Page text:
Color identifier that works quite well in describing even complex patterns. iTunes Store: https://itunes.apple.com/us/app/examine-clothes-color/id1074506449?mt=8

Color Identifier

Color identifier (choose basic colors once added unless you would like much more modern or esoteric names for colors) iTunes Store: https://itunes.apple.com/us/app/color-identifier/id363346987?mt=8

TapTapSee (free)

Can take photographs and describe what is in the photograph or describe what a photograph is if it is already in your camera roll iTunes Store: https://itunes.apple.com/us/app/taptapsee-blind-visually-impaired/id567635020?mt=8 Google Play Store: https://play.google.com/store/apps/details?id=com.msearcher.taptapsee.android&hl=en

BeSpecular (free)

Can take photographs and receive a voice recorded or typed question, that then goes to a crowdsourced pool of volunteers who will answer the given question about what is in the photograph or describe what a photograph it is if it is already in your camera roll (e.g. what kind of soup is this? what is the code date on this medicine jar?, etc.) iTunes Store: https://itunes.apple.com/us/app/bespecular-help-the-blind/id1068947453?mt=8

Be My Eyes (free)

To quote their website, “Be My Eyes is a free app that connects blind and low vision people with sighted volunteers and company representatives for visual assistance through a live video call.” iTunes Store: https://itunes.apple.com/us/app/be-my-eyes-helping-blind-see/id905177575?mt=8 Google Play Store: https://play.google.com/store/apps/details?id=com.bemyeyes.bemyeyes

Drafts 4

Basic note taker that will automatically save any note you write and will also integrate with the Reminders app on iOS devices iTunes Store: https://itunes.apple.com/us/app/drafts-4-quickly-capture-notes/id905337691?mt=8

Scan

Easy QR code (quick response code) and barcode reader. iTunes Store: https://itunes.apple.com/us/app/scan-qr-code-barcode-reader/id411206394?mt=8 Google Play Store: https://play.google.com/store/apps/details?id=me.scan.android.scan&hl=en Microsoft Store: https://www.microsoft.com/en-us/store/p/scan-qr-code-and-barcode-reader/9wzdncrdr9tp  

 

Navigation and GPS Apps:

Apple Maps and Siri (built in iOS app, free)

Apple Maps is built into iOS devices and can provide spoken location information and pedestrian directions as well as use VoiceOver and Siri for accessibility. There are a number of cities that Apple Maps provides public transportation information for, but to date it only covers a portion of cities around the world; you can find the list of supported cities at the following link for information on Apple Maps: https://www.apple.com/ios/feature-availability/#maps-transit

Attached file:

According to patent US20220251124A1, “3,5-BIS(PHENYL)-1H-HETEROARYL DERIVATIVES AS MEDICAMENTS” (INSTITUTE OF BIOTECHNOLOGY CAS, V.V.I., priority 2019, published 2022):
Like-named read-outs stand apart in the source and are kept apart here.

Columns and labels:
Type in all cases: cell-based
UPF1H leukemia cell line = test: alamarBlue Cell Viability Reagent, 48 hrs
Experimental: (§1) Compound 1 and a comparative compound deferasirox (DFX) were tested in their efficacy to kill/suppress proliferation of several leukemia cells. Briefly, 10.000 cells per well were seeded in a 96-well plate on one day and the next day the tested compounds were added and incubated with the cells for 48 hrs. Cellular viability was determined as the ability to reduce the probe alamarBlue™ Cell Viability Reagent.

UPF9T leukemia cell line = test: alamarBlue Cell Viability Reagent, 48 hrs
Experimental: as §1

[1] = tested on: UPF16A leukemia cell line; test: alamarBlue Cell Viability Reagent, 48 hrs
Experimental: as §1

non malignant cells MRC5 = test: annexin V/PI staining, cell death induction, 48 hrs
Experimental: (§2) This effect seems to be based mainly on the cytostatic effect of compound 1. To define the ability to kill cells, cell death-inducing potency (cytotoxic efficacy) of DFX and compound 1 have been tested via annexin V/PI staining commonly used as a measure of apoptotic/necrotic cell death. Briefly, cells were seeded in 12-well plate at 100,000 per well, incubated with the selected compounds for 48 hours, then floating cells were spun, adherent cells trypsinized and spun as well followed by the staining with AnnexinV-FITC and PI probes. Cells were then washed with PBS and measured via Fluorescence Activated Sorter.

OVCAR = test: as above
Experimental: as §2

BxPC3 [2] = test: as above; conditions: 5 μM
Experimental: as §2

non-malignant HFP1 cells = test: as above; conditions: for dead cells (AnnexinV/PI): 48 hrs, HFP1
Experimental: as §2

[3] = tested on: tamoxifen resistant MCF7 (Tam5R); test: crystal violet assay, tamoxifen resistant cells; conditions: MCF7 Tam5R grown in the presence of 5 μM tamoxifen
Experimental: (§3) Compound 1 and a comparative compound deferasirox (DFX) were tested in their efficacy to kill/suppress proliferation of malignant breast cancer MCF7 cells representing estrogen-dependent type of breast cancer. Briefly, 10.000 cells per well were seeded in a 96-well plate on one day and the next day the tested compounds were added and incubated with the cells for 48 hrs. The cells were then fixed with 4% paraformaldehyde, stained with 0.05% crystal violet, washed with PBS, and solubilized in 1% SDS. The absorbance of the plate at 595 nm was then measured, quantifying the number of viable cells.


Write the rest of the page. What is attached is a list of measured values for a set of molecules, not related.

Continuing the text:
Google Maps with Google Now and TalkBack (free)

Along with knowing the current location, can also provide location and directions with voice input and provide spoken details iTunes Store: https://itunes.apple.com/us/app/google-maps/id585027354?mt=8 Google Play Store: https://play.google.com/store/apps/details?id=com.google.android.apps.maps&hl=en Microsoft Store: https://www.microsoft.com/en-us/store/p/gmaps/9wzdncrfj12k

Compass (built in iOS app, free)

This app is built into every iPhone and can be used with Zoom or VoiceOver to make the information accessible

Speaking Colored Compass (free)

A basic talking compass app that has excellent contrast as well. Google Play Store: https://play.google.com/store/apps/details?id=tekin.fatih.speakingcolorcompass&hl=en

Speaking Compass (free)

Speaks the direction every four seconds; includes the cardinal name as well as the degrees. Google Play Store: https://play.google.com/store/apps/details?id=com.talking.compass&hl=en

Microsoft Soundscape

 

This app allows you to hear what’s around you in 360 degree sound or 3D Audio Technology. You can set landmarks and then navigate to them or hear them in your environment to aid in orientation; some points of interest will be known and others you can add yourself. iTunes Store: https://itunes.apple.com/us/app/blindsquare/https://itunes.apple.com/us/app/microsoft-soundscape/id1240320677?ls=1&mt=8

 

Nearby Explorer